Paris - Scientists say they've made a groundbreaking discovery that may eventually explain how the universe was created.
They say evidence is mounting that a recently found subatomic particle may be the elusive Higgs boson.
"We have established without a doubt that we have a new particle, and that it is a boson. What remains to be done is confirm that it is a Higgs," said physicist Pauline Gagnon, a member of the team that made the discovery at the European Organisation for Nuclear Research (CERN).
The boson, dubbed the "God Particle", borrows its name from British physicist Peter Higgs, who in 1964 argued that the particle was what gave mass to matter as the Universe cooled after the Big Bang.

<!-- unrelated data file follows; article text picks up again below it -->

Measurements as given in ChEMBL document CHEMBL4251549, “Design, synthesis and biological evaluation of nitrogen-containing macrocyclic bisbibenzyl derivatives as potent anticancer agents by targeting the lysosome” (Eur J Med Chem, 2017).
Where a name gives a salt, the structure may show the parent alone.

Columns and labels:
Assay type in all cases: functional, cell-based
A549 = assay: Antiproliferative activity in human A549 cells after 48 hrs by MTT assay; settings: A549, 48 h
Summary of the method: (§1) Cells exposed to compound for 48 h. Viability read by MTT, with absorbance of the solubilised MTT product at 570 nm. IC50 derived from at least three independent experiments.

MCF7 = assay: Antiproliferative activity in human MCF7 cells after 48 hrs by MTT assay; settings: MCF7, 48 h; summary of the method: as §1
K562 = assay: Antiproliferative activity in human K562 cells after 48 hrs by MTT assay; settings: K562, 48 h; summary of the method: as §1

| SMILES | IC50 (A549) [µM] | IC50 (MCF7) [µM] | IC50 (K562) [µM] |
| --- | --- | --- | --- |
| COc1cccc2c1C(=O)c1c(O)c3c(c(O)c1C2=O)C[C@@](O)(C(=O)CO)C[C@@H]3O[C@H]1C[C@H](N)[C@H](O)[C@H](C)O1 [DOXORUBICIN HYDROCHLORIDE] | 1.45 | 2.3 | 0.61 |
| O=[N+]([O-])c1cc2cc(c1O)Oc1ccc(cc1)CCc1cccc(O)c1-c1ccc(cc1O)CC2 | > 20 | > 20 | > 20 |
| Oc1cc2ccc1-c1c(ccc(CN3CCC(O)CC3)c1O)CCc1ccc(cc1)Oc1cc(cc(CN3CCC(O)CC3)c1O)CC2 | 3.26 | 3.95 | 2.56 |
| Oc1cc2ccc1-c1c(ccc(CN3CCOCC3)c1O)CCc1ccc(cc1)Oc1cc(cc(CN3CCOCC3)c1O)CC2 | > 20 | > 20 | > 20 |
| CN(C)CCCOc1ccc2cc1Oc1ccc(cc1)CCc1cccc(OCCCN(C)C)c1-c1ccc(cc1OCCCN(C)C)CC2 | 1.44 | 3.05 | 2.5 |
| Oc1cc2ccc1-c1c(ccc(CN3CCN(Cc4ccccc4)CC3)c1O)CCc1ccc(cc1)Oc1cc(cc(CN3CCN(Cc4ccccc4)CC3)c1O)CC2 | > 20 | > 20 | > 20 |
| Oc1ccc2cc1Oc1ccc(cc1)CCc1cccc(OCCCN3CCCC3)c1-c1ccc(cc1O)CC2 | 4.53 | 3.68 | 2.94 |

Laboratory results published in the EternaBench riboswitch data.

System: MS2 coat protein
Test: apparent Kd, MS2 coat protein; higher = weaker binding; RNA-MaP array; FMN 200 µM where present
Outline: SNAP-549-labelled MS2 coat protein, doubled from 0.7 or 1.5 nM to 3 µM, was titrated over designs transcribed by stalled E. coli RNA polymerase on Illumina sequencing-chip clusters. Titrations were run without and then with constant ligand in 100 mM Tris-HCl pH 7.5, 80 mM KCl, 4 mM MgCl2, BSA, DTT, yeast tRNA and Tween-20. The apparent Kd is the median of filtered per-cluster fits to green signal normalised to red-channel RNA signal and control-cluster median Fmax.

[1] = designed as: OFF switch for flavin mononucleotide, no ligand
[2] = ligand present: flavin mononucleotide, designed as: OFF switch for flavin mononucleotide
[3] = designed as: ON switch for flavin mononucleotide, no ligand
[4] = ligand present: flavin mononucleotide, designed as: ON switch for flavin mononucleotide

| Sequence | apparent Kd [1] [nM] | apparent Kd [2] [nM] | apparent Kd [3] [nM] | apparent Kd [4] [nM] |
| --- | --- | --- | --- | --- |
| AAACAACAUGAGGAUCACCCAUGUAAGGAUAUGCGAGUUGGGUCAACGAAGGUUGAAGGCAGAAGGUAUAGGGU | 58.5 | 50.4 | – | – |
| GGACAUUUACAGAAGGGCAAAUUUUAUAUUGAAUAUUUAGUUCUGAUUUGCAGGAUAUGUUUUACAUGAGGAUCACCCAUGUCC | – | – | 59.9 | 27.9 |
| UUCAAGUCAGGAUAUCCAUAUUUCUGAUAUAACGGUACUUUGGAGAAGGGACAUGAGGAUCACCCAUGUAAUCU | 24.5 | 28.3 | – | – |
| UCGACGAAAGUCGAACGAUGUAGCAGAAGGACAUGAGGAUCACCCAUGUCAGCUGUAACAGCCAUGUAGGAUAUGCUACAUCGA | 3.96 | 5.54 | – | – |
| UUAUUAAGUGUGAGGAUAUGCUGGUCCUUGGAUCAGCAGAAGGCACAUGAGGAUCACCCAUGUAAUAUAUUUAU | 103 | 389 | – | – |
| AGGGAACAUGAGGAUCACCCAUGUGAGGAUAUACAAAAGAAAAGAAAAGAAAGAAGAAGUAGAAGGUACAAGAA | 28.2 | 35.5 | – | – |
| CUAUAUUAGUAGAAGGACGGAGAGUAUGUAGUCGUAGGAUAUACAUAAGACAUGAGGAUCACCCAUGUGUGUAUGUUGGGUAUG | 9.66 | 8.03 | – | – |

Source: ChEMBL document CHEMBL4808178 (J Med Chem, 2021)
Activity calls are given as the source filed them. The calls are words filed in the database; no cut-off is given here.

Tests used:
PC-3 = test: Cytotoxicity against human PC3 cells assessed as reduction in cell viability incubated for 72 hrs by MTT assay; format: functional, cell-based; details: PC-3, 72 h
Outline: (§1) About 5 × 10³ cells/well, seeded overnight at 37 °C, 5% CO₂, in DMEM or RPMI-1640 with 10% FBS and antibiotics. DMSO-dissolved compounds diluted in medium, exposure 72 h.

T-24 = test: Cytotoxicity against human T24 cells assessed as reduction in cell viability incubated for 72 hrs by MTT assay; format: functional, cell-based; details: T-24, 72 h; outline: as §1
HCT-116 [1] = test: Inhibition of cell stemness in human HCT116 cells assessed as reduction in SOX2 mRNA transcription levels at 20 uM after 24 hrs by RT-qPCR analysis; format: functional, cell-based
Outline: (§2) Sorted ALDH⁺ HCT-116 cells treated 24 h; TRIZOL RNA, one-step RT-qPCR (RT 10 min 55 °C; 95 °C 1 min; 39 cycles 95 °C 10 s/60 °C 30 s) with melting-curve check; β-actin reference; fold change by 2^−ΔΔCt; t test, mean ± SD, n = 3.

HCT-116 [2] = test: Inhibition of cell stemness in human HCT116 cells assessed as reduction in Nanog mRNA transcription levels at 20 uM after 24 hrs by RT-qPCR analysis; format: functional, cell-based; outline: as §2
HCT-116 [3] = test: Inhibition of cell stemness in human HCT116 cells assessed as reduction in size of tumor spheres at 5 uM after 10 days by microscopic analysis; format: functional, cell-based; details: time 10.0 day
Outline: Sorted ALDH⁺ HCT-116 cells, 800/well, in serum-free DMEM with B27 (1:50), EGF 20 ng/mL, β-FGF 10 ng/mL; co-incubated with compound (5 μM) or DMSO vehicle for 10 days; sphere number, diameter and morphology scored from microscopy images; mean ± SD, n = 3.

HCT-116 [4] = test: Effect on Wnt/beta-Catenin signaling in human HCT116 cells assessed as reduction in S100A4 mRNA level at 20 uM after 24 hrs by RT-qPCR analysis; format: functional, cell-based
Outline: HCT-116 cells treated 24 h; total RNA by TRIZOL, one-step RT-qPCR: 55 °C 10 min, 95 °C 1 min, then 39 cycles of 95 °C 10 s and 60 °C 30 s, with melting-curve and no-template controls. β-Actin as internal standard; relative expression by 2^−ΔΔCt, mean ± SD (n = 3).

Guided by the theoretical work of Higgs and others, hundreds of scientists have been on a single-minded boson quest for over three years at the CERN's atom-smashing Large Hadron Collider (LHC).
On July 4 last year, physicists announced to rousing applause that they had found an elementary particle that resembled the Higgs boson - a scientific milestone.
Finding the Higgs would fill a massive gap in the Standard Model of particle physics, which describes the forces, particles and interactions that comprise the Universe.
The Standard Model postulates the existence of a single Higgs boson, but alternative schools of thought like string theory say there may be at least five.
"Have we found THE boson, or perhaps one of several predicted by other theories...? Until now, everything indicates that this is the Standard Model boson," Gagnon said.
"It has the allure, the look, the song and the dance of the Higgs boson."